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- GBP/NZD tipped by ANZ to finish 2019 more than 10% higher.
- As NZD/USD forecast implies -4% 2019 loss amid RBNZ cuts.
- But possible collapse of "risk appetite" also a threat to the NZD.
The Pound is on course for a further 7% gain over its Kiwi counterpart in 2019, according to analysts at Australia & New Zealand Banking Group (ANZ), who say the Antipodean unit will plumb new depths before the year is out as policymakers cut interest rates to fresh record lows.
Thursday's forecasts from ANZ, New Zealand's second largest bank, come at a time when the market is giving the Kiwi currency a wide berth in the wake of disappointing labour market data and ahead of the Wednesday 08, May Reserve Bank of New Zealand (RBNZ) interest rate decision.
Financial markets have bet increasingly in recent months that the RBNZ could cut its cash rate to a new low as soon as next week, with April's first-quarter inflation figures having market a step-change in that process that has weighed heavily on the New Zealand Dollar.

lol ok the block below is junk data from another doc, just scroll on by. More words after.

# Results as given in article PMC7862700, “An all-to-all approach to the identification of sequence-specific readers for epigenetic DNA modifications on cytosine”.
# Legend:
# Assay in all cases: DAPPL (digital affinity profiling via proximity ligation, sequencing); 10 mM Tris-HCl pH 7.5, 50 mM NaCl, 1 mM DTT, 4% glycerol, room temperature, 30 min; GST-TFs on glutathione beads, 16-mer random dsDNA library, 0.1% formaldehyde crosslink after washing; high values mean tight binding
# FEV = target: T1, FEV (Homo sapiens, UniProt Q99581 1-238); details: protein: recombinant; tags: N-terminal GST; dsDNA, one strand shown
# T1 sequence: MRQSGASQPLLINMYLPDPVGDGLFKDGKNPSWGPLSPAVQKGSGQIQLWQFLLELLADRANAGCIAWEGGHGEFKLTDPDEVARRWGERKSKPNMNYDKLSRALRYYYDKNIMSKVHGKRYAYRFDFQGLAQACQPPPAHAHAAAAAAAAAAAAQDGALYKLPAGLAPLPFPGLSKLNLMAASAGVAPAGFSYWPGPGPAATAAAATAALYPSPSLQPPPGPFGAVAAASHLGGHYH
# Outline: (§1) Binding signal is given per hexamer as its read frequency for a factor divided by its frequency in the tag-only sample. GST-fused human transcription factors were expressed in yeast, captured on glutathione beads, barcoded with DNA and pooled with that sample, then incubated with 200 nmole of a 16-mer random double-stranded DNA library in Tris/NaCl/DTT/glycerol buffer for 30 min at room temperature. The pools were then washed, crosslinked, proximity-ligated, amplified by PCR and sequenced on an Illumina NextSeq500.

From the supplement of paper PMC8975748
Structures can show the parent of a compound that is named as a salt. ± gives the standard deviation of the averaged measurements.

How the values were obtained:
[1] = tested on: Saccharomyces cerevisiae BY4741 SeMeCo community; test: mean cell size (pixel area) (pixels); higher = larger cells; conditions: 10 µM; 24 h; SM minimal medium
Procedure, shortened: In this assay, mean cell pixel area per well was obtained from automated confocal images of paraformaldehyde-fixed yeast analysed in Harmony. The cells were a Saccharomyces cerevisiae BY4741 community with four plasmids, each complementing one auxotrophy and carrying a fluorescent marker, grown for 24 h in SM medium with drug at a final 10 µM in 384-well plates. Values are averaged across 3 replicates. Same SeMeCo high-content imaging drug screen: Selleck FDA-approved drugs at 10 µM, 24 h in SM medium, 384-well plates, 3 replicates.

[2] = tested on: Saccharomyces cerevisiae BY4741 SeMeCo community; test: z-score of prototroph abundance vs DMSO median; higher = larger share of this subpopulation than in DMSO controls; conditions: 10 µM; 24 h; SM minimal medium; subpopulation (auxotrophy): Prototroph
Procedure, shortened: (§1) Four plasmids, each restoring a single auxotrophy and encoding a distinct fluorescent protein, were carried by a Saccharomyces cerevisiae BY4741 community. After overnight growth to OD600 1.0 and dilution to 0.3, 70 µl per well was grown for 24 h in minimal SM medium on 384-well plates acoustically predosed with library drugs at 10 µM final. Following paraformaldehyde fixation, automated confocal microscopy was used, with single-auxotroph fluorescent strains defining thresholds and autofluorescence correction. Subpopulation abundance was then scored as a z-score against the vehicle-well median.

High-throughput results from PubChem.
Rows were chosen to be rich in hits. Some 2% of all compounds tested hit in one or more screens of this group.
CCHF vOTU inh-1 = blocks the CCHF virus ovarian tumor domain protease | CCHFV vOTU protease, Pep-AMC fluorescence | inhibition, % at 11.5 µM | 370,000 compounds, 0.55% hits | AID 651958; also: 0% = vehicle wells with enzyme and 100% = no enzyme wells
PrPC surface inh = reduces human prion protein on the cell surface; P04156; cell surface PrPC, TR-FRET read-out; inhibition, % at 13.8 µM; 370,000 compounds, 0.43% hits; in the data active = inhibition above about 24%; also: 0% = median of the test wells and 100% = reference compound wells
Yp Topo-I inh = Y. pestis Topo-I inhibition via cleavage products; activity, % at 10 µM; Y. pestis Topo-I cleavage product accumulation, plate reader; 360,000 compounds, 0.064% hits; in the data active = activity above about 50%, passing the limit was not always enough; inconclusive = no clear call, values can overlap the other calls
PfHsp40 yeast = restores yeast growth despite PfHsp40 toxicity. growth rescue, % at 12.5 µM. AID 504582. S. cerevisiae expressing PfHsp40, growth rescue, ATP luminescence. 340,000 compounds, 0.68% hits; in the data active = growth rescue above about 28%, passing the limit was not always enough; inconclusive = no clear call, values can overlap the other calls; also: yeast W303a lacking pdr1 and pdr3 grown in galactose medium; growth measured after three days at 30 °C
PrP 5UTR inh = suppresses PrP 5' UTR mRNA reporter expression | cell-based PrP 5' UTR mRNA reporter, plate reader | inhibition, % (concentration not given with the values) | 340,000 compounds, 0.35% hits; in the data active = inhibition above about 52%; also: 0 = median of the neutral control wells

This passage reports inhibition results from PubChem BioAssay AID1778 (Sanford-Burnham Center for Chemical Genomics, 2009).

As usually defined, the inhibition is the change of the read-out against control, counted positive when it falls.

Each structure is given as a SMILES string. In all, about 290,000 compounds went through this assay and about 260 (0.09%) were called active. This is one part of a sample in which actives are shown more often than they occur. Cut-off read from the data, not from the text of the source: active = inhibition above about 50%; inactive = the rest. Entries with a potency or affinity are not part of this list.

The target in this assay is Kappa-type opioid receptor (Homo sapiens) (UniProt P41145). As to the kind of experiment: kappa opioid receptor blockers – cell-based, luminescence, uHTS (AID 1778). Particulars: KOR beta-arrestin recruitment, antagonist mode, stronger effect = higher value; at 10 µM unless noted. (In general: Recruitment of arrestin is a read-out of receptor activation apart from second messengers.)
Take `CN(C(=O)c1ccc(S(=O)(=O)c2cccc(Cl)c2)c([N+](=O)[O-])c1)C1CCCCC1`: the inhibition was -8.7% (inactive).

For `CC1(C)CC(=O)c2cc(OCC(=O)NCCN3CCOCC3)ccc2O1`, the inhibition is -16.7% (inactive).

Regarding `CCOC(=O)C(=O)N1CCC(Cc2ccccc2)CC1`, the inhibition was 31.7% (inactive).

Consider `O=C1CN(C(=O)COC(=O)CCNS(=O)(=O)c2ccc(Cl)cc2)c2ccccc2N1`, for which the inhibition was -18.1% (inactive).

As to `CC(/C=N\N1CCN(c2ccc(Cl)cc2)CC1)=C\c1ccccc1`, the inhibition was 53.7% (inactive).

There's significant uncertainty over whether the RBNZ will be sufficiently concerned about the economy to cut rates that soon and given the sheer weight of market bets against the Kiwi, such a scenario is now a threat to the currency.
Above: Market bets on RBNZ rates alongisde NZD price action. Source: ANZ Research.
"With the market pricing for the May meeting currently on balance, the NZD is finely placed for a move in either direction. That said, given how swiftly the market has priced a downside scenario, should the RBNZ disappoint with its May statement, the magnitude of an upside move is likely to be significant," warns Daniel Been, head of FX strategy at ANZ.
However, and even if the RBNZ does eschew a cut next week, the ANZ team and financial markets are convinced that rates will come down before year-end because Kiwi inflation is moving further and further below its target.
New Zealand's annualised rate of inflation fell to 1.5% in the opening quarter of 2019, down from 1.9% previously, which takes it further below the midpoint of the 1%-to-3% target band. The trimmed-mean measures of inflation, which are New Zealand's equivalent of a core inflation rate, ranged between 1.7% and 1.9% last quarter.
Above: New Zealand inflation trend. Source: ANZ Research.